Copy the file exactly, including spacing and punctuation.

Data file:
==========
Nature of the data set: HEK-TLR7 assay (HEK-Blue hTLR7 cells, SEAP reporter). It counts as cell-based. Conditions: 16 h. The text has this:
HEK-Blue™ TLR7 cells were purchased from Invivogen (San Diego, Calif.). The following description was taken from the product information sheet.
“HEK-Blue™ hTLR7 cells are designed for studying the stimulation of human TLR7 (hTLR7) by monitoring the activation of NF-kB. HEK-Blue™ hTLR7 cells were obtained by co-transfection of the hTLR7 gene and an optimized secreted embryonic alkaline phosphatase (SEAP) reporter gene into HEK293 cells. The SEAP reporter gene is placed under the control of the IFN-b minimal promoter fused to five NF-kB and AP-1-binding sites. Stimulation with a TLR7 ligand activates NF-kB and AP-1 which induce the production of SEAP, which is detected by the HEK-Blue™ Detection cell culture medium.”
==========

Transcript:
Nature of the data set: HEK-TLR7 assay (HEK-Blue hTLR7 cells, SEAP reporter). It counts as cell-based. Conditions: 16 h. The text has this:
HEK-Blue™ TLR7 cells were purchased from Invivogen (San Diego, Calif.). The following description was taken from the product information sheet.
“HEK-Blue™ hTLR7 cells are designed for studying the stimulation of human TLR7 (hTLR7) by monitoring the activation of NF-kB. HEK-Blue™ hTLR7 cells were obtained by co-transfection of the hTLR7 gene and an optimized secreted embryonic alkaline phosphatase (SEAP) reporter gene into HEK293 cells. The SEAP reporter gene is placed under the control of the IFN-b minimal promoter fused to five NF-kB and AP-1-binding sites. Stimulation with a TLR7 ligand activates NF-kB and AP-1 which induce the production of SEAP, which is detected by the HEK-Blue™ Detection cell culture medium.”